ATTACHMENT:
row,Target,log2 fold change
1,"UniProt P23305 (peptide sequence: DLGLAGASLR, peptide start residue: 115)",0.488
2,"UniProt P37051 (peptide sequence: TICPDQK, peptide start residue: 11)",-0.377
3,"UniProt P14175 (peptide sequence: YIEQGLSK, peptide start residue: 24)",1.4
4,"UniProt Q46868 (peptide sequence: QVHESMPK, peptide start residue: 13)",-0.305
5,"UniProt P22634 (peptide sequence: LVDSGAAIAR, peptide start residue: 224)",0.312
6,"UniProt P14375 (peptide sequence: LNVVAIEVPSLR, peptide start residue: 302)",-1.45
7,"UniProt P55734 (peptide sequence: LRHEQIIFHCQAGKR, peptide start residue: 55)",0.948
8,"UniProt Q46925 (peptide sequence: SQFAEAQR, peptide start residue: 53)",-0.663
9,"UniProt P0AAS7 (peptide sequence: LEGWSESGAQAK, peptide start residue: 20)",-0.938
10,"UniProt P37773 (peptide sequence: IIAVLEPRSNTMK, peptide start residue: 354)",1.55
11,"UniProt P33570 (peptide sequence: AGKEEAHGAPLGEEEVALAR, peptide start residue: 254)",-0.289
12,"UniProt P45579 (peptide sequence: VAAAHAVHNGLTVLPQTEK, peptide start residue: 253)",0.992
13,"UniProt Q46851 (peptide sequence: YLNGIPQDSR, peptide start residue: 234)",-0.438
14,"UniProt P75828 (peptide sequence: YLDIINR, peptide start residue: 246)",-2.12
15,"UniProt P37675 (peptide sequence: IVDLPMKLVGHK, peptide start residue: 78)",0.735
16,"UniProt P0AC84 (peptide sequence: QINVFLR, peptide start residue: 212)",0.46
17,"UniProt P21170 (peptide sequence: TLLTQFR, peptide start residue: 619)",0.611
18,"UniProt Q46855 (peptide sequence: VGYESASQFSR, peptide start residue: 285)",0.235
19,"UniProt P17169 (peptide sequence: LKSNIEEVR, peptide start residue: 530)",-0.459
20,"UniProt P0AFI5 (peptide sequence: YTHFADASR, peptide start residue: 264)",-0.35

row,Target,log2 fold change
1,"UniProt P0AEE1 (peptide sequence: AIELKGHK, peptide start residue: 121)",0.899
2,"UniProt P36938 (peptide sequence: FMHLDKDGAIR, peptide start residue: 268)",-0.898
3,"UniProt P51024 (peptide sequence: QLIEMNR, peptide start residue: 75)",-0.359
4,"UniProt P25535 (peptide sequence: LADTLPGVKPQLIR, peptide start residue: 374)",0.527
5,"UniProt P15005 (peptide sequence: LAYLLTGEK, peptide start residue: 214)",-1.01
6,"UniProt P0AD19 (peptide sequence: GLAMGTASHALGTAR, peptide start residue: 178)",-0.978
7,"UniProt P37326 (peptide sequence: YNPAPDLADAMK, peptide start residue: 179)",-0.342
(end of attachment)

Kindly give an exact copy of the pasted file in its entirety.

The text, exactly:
row,Target,log2 fold change
1,"UniProt P23305 (peptide sequence: DLGLAGASLR, peptide start residue: 115)",0.488
2,"UniProt P37051 (peptide sequence: TICPDQK, peptide start residue: 11)",-0.377
3,"UniProt P14175 (peptide sequence: YIEQGLSK, peptide start residue: 24)",1.4
4,"UniProt Q46868 (peptide sequence: QVHESMPK, peptide start residue: 13)",-0.305
5,"UniProt P22634 (peptide sequence: LVDSGAAIAR, peptide start residue: 224)",0.312
6,"UniProt P14375 (peptide sequence: LNVVAIEVPSLR, peptide start residue: 302)",-1.45
7,"UniProt P55734 (peptide sequence: LRHEQIIFHCQAGKR, peptide start residue: 55)",0.948
8,"UniProt Q46925 (peptide sequence: SQFAEAQR, peptide start residue: 53)",-0.663
9,"UniProt P0AAS7 (peptide sequence: LEGWSESGAQAK, peptide start residue: 20)",-0.938
10,"UniProt P37773 (peptide sequence: IIAVLEPRSNTMK, peptide start residue: 354)",1.55
11,"UniProt P33570 (peptide sequence: AGKEEAHGAPLGEEEVALAR, peptide start residue: 254)",-0.289
12,"UniProt P45579 (peptide sequence: VAAAHAVHNGLTVLPQTEK, peptide start residue: 253)",0.992
13,"UniProt Q46851 (peptide sequence: YLNGIPQDSR, peptide start residue: 234)",-0.438
14,"UniProt P75828 (peptide sequence: YLDIINR, peptide start residue: 246)",-2.12
15,"UniProt P37675 (peptide sequence: IVDLPMKLVGHK, peptide start residue: 78)",0.735
16,"UniProt P0AC84 (peptide sequence: QINVFLR, peptide start residue: 212)",0.46
17,"UniProt P21170 (peptide sequence: TLLTQFR, peptide start residue: 619)",0.611
18,"UniProt Q46855 (peptide sequence: VGYESASQFSR, peptide start residue: 285)",0.235
19,"UniProt P17169 (peptide sequence: LKSNIEEVR, peptide start residue: 530)",-0.459
20,"UniProt P0AFI5 (peptide sequence: YTHFADASR, peptide start residue: 264)",-0.35

row,Target,log2 fold change
1,"UniProt P0AEE1 (peptide sequence: AIELKGHK, peptide start residue: 121)",0.899
2,"UniProt P36938 (peptide sequence: FMHLDKDGAIR, peptide start residue: 268)",-0.898
3,"UniProt P51024 (peptide sequence: QLIEMNR, peptide start residue: 75)",-0.359
4,"UniProt P25535 (peptide sequence: LADTLPGVKPQLIR, peptide start residue: 374)",0.527
5,"UniProt P15005 (peptide sequence: LAYLLTGEK, peptide start residue: 214)",-1.01
6,"UniProt P0AD19 (peptide sequence: GLAMGTASHALGTAR, peptide start residue: 178)",-0.978
7,"UniProt P37326 (peptide sequence: YNPAPDLADAMK, peptide start residue: 179)",-0.342